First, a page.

‘It’s a Limbo’: Grad Students, Frustrated by Harvard’s Response to Bullying Complaint, Petition for Reform


Community Groups Promote Vaccine Awareness Among Cambridge Residents of Color


Students Celebrate Upcoming Harvard-Yale Game at CEB Spirit Week


Harvard Epidemiologist Michael Mina Resigns, Appointed Chief Science Officer at eMed


Harvard Likely to Loosen Campus Covid Restrictions in the Spring, Garber Says

54% of 1964 Receive First House Choice

By J. MICHAEL Crichton

Only 54 per cent of the Class of 1964 were assigned to their first choice House this spring, Dean Watson announced Saturday. He said the low percentage--the smallest in 15 years--was the result of a disproportionate number of applications to Leverett House.

"This year's class just didn't distribute itself," Watson explained. He noted that Leverett had received "by far" the most applications. Unconfirmed reports alleged that Leverett this year was swamped with more than 900 applications for 140 openings. In 1958, before the construction of the Towers, Leverett received fewer applications than any other house.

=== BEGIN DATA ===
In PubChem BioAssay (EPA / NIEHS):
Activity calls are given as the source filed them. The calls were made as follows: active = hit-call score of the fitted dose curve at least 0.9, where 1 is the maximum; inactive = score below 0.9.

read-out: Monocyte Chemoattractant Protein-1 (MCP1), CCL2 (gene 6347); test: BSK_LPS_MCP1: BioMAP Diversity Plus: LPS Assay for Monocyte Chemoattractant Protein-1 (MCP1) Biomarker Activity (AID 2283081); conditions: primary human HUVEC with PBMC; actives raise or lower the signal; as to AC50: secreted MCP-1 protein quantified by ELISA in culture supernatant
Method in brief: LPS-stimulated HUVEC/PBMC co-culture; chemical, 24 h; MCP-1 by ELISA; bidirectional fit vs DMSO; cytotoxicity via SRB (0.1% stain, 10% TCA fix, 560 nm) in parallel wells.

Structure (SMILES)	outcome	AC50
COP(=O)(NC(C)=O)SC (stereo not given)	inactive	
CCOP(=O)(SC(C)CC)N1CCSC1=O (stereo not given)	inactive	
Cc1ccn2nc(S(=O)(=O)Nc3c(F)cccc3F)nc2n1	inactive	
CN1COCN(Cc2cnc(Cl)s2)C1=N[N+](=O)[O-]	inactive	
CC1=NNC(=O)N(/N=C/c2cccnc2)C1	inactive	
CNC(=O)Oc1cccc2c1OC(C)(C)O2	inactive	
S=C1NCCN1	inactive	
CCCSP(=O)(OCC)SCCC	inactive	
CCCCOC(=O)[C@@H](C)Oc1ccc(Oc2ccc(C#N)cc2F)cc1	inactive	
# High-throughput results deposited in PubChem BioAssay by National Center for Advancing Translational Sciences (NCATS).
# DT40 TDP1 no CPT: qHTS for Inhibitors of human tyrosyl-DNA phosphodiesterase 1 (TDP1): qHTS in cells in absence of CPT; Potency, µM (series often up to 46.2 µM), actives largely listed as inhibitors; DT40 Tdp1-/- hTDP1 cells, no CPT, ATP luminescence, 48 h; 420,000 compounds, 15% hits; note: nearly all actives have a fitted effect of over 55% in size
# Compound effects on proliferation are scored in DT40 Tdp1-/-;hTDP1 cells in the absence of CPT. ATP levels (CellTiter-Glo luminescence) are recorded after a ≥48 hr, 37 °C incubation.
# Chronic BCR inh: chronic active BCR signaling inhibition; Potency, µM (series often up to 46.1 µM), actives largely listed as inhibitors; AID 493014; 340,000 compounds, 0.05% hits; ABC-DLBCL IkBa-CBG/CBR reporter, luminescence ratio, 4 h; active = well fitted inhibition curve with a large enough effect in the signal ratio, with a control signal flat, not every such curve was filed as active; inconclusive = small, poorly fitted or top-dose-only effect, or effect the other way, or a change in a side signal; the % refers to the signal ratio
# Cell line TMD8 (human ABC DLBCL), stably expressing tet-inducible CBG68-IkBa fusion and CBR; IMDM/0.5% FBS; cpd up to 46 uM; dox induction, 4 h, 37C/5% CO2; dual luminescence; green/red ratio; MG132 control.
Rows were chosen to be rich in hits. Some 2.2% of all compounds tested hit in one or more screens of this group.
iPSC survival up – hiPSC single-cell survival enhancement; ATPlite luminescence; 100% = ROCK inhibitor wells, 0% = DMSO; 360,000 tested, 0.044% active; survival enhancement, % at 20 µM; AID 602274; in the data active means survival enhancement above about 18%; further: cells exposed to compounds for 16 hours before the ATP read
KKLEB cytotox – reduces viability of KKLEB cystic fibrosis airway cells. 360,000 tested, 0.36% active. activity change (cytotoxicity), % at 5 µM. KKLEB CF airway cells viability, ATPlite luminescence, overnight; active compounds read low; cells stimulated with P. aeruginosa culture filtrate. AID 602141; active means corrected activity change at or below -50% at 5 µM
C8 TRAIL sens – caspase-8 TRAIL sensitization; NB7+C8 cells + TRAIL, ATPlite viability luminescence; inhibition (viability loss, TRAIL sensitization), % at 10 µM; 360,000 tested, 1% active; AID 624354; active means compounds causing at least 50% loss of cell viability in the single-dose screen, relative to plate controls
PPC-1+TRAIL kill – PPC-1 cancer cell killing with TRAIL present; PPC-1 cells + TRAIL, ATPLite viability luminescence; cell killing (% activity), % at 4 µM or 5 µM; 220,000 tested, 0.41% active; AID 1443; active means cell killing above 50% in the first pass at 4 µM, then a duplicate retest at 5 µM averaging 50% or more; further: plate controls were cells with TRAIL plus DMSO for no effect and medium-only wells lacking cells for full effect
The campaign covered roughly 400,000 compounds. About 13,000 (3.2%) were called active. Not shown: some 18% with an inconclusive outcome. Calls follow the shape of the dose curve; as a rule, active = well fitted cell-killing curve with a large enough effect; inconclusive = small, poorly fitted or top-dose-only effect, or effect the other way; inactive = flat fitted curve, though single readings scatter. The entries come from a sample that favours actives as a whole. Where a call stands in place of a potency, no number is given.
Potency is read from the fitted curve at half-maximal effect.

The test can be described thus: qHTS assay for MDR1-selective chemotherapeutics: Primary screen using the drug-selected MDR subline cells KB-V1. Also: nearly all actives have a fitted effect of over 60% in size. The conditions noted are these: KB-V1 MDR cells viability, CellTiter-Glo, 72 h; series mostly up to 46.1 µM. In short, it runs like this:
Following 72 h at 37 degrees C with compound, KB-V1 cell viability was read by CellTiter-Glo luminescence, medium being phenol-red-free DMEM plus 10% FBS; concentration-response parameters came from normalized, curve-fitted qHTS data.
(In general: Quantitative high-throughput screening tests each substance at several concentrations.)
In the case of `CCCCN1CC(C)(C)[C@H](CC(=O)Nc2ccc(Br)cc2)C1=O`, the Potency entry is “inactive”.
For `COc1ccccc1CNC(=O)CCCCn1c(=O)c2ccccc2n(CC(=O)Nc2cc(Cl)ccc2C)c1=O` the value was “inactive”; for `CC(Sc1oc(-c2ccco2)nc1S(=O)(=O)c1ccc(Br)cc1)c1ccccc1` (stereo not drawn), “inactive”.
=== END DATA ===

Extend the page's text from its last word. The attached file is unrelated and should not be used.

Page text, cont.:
Watson observed that since the construction of the new facilities at Leverett and Quincy, the percentage of freshmen to gain admittance to their first choice House has steadily declined. In 1968, 68 per cent of the freshmen were assigned to their first choice. A year later the figure was down to 66 per cent; last year it was 60 per cent.

Arbitrary Assignments Increase

In this year's class, 83 per cent received one of their first three choices, a decrease of 5 per cent since last year. Seventeen per cent were arbitrarily assigned to a House.

"The Masters found their job more difficult than ever before," Watson said. In the light of this year's problems, the system will be "studied and perhaps revised," but no immediate changes are planned.

Want to keep up with breaking news? Subscribe to our email newsletter.